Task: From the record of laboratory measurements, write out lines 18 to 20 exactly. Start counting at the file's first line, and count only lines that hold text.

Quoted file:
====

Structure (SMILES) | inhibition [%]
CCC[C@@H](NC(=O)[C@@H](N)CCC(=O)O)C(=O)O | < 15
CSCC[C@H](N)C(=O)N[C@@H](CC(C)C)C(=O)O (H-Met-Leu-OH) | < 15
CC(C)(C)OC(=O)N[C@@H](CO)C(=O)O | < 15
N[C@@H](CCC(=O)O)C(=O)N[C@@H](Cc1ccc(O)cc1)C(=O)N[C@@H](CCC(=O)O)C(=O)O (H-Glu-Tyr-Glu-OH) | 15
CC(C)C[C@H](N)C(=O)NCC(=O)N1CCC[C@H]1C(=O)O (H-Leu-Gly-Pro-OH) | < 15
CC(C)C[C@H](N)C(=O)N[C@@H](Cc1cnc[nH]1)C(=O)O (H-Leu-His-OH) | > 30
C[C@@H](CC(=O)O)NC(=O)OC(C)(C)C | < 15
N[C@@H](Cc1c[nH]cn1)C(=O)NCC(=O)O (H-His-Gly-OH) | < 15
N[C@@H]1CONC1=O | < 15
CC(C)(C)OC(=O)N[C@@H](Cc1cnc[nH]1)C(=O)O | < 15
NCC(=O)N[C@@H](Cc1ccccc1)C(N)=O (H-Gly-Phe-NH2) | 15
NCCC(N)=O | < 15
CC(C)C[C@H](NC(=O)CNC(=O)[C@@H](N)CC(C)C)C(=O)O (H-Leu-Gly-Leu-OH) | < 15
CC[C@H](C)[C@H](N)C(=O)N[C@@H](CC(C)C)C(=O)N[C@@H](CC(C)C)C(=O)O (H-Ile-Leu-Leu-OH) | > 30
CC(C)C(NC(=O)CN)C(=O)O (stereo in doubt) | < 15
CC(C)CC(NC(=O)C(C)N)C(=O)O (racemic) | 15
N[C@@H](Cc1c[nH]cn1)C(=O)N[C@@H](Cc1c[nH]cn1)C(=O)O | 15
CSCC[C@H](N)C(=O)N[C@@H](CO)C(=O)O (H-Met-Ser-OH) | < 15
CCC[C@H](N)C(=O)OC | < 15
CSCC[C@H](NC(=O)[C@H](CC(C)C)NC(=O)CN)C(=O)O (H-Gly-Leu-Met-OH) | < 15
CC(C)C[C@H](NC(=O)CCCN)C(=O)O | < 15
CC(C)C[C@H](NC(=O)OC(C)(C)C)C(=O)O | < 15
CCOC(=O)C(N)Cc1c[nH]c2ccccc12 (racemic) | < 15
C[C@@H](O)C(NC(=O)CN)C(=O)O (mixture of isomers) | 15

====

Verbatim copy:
N[C@@H](Cc1c[nH]cn1)C(=O)N[C@@H](Cc1c[nH]cn1)C(=O)O | 15
CSCC[C@H](N)C(=O)N[C@@H](CO)C(=O)O (H-Met-Ser-OH) | < 15
CCC[C@H](N)C(=O)OC | < 15